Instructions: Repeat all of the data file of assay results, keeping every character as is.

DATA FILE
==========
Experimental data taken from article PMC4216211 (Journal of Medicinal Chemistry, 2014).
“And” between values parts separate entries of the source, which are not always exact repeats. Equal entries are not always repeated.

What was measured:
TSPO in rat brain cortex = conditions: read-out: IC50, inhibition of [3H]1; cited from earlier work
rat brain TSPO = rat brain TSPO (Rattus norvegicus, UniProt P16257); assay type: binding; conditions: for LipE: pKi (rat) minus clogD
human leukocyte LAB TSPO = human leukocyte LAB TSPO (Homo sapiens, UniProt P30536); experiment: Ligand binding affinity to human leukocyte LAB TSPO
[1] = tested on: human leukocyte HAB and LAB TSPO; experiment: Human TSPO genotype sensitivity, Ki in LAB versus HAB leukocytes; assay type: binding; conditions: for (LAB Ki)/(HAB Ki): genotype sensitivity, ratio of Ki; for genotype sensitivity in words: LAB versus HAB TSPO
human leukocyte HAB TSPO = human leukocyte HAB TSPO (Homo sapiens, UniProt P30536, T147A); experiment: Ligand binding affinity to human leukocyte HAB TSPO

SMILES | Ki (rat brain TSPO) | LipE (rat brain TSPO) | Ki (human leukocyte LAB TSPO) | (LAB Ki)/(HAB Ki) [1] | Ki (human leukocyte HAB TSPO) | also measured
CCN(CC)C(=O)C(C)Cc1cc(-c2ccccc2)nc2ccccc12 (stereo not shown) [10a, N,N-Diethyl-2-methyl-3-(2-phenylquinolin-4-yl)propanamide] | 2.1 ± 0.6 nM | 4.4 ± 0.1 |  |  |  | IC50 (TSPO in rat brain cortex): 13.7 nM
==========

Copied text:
Experimental data taken from article PMC4216211 (Journal of Medicinal Chemistry, 2014).
“And” between values parts separate entries of the source, which are not always exact repeats. Equal entries are not always repeated.

What was measured:
TSPO in rat brain cortex = conditions: read-out: IC50, inhibition of [3H]1; cited from earlier work
rat brain TSPO = rat brain TSPO (Rattus norvegicus, UniProt P16257); assay type: binding; conditions: for LipE: pKi (rat) minus clogD
human leukocyte LAB TSPO = human leukocyte LAB TSPO (Homo sapiens, UniProt P30536); experiment: Ligand binding affinity to human leukocyte LAB TSPO
[1] = tested on: human leukocyte HAB and LAB TSPO; experiment: Human TSPO genotype sensitivity, Ki in LAB versus HAB leukocytes; assay type: binding; conditions: for (LAB Ki)/(HAB Ki): genotype sensitivity, ratio of Ki; for genotype sensitivity in words: LAB versus HAB TSPO
human leukocyte HAB TSPO = human leukocyte HAB TSPO (Homo sapiens, UniProt P30536, T147A); experiment: Ligand binding affinity to human leukocyte HAB TSPO

SMILES | Ki (rat brain TSPO) | LipE (rat brain TSPO) | Ki (human leukocyte LAB TSPO) | (LAB Ki)/(HAB Ki) [1] | Ki (human leukocyte HAB TSPO) | also measured
CCN(CC)C(=O)C(C)Cc1cc(-c2ccccc2)nc2ccccc12 (stereo not shown) [10a, N,N-Diethyl-2-methyl-3-(2-phenylquinolin-4-yl)propanamide] | 2.1 ± 0.6 nM | 4.4 ± 0.1 |  |  |  | IC50 (TSPO in rat brain cortex): 13.7 nM